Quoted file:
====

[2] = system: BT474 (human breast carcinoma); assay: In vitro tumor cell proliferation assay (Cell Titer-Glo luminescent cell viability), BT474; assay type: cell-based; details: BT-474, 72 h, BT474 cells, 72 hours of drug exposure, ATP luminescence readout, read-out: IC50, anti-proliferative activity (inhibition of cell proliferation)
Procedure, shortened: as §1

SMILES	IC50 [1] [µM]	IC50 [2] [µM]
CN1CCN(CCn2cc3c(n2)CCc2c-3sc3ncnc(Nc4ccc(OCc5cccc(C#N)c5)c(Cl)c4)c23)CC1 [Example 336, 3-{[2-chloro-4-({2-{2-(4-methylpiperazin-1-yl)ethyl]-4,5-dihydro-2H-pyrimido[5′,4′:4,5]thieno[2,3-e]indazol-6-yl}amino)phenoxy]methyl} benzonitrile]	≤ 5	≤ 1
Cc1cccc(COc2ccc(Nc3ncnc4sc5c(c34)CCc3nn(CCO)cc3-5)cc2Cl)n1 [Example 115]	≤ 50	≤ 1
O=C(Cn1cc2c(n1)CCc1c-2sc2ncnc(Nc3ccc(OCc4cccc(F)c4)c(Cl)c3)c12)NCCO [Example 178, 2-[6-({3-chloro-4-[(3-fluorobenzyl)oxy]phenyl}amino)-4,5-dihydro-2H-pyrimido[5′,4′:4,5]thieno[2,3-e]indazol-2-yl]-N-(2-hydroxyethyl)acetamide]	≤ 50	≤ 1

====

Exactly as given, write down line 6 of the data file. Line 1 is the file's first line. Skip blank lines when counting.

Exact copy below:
O=C(Cn1cc2c(n1)CCc1c-2sc2ncnc(Nc3ccc(OCc4cccc(F)c4)c(Cl)c3)c12)NCCO [Example 178, 2-[6-({3-chloro-4-[(3-fluorobenzyl)oxy]phenyl}amino)-4,5-dihydro-2H-pyrimido[5′,4′:4,5]thieno[2,3-e]indazol-2-yl]-N-(2-hydroxyethyl)acetamide]	≤ 50	≤ 1